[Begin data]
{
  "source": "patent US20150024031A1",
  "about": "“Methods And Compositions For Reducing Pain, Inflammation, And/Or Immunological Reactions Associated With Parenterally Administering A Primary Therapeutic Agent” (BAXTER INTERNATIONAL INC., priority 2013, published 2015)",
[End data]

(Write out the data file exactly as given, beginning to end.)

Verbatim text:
{
  "source": "patent US20150024031A1",
  "about": "“Methods And Compositions For Reducing Pain, Inflammation, And/Or Immunological Reactions Associated With Parenterally Administering A Primary Therapeutic Agent” (BAXTER INTERNATIONAL INC., priority 2013, published 2015)",